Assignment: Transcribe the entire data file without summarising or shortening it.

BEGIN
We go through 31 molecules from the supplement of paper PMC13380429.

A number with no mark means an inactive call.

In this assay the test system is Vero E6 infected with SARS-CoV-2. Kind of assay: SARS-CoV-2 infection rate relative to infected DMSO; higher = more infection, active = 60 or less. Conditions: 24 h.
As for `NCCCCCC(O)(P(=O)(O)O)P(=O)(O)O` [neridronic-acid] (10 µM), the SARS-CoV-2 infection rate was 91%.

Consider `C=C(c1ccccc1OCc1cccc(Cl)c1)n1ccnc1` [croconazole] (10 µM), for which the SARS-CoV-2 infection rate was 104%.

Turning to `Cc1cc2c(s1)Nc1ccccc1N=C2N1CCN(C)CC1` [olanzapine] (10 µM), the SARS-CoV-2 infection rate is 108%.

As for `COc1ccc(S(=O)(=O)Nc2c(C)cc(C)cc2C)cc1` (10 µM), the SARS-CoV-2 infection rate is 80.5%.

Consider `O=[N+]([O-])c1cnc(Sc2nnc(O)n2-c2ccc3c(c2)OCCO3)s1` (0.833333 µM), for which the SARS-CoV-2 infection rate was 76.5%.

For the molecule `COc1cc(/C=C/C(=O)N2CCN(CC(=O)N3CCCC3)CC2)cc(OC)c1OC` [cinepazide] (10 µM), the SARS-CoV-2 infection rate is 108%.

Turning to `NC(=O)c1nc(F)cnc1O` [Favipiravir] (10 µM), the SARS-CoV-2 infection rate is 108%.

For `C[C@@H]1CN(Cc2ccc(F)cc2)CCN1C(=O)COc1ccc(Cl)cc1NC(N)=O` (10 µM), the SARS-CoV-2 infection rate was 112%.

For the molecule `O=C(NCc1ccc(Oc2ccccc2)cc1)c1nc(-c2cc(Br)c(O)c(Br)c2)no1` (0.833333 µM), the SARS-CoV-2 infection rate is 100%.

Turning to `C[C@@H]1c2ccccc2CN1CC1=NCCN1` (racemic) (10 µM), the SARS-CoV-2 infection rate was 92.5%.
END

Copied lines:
We go through 31 molecules from the supplement of paper PMC13380429.

A number with no mark means an inactive call.

In this assay the test system is Vero E6 infected with SARS-CoV-2. Kind of assay: SARS-CoV-2 infection rate relative to infected DMSO; higher = more infection, active = 60 or less. Conditions: 24 h.
As for `NCCCCCC(O)(P(=O)(O)O)P(=O)(O)O` [neridronic-acid] (10 µM), the SARS-CoV-2 infection rate was 91%.

Consider `C=C(c1ccccc1OCc1cccc(Cl)c1)n1ccnc1` [croconazole] (10 µM), for which the SARS-CoV-2 infection rate was 104%.

Turning to `Cc1cc2c(s1)Nc1ccccc1N=C2N1CCN(C)CC1` [olanzapine] (10 µM), the SARS-CoV-2 infection rate is 108%.

As for `COc1ccc(S(=O)(=O)Nc2c(C)cc(C)cc2C)cc1` (10 µM), the SARS-CoV-2 infection rate is 80.5%.

Consider `O=[N+]([O-])c1cnc(Sc2nnc(O)n2-c2ccc3c(c2)OCCO3)s1` (0.833333 µM), for which the SARS-CoV-2 infection rate was 76.5%.

For the molecule `COc1cc(/C=C/C(=O)N2CCN(CC(=O)N3CCCC3)CC2)cc(OC)c1OC` [cinepazide] (10 µM), the SARS-CoV-2 infection rate is 108%.

Turning to `NC(=O)c1nc(F)cnc1O` [Favipiravir] (10 µM), the SARS-CoV-2 infection rate is 108%.

For `C[C@@H]1CN(Cc2ccc(F)cc2)CCN1C(=O)COc1ccc(Cl)cc1NC(N)=O` (10 µM), the SARS-CoV-2 infection rate was 112%.

For the molecule `O=C(NCc1ccc(Oc2ccccc2)cc1)c1nc(-c2cc(Br)c(O)c(Br)c2)no1` (0.833333 µM), the SARS-CoV-2 infection rate is 100%.

Turning to `C[C@@H]1c2ccccc2CN1CC1=NCCN1` (racemic) (10 µM), the SARS-CoV-2 infection rate was 92.5%.